Times are very tough today in America when the unemployment rate is above 10%. But the St. Petersburg Times newspaper had a great article about the great depression of the 1930’s when the unemployment rate was at 25%. One survivor of that time was asked to define "poor" and he told the "cornflakes story". Velmar Mack, who grew up during the depression, said that one day his dad came home with an astonishing treat: a bottle of milk and a box of Kellog’s corn flakes. Mack had eight hungry siblings. His mother filled three bowls with cereal and milk and let the three oldest children eat first, but made them use forks to make the milk last. The middle three kids ate next but also had to use forks. The three youngest children got spoons, what was left of the cornflakes and most of milk. "That", said Mack " is what poor is."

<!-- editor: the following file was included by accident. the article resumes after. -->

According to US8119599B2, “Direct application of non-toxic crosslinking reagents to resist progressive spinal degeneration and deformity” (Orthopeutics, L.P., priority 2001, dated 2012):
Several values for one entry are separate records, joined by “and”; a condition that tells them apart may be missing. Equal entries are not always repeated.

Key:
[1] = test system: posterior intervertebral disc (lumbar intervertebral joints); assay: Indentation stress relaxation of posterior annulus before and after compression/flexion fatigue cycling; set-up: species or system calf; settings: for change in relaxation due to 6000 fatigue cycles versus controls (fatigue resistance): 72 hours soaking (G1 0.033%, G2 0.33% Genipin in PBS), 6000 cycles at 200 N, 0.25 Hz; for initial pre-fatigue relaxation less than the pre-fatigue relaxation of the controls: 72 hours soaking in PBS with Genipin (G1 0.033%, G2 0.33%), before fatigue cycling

When President Franklin Delano Roosevelt made the Civilian Conservation Corps part of his New Deal for America, Mack signed up. He and 3 million "men" and 10,000 women built roads, planted trees, built bridges, cleaned up polluted rivers and stocked the newly cleaned rivers with fish. Mack received three meals a day, slept in a cot in a tent and eventually under a roof in barracks built by the CCC and received $30 a month allthough $25 went directly to his parents to help feed his family.
Many CCC men were actually boys. They were supposed to be at least 17, but many desperate parents lied and signed up their baby-faced 14 year olds.
Some liberals disliked the CCC program. They thought the government should pay the volunteers more than a dollar a day. Conservatives disliked and opposed the program because they thought it sounded like socialism. Sound familiar?
In nine years the CCC laid 89,000 miles of telephone lines, constructed 3,400 fire look-out towers, re-stocked rivers and lakes with 972 million fish, developed 52,000 acres of American parks and planted 2 billion trees.
Is there something we should learn from this story?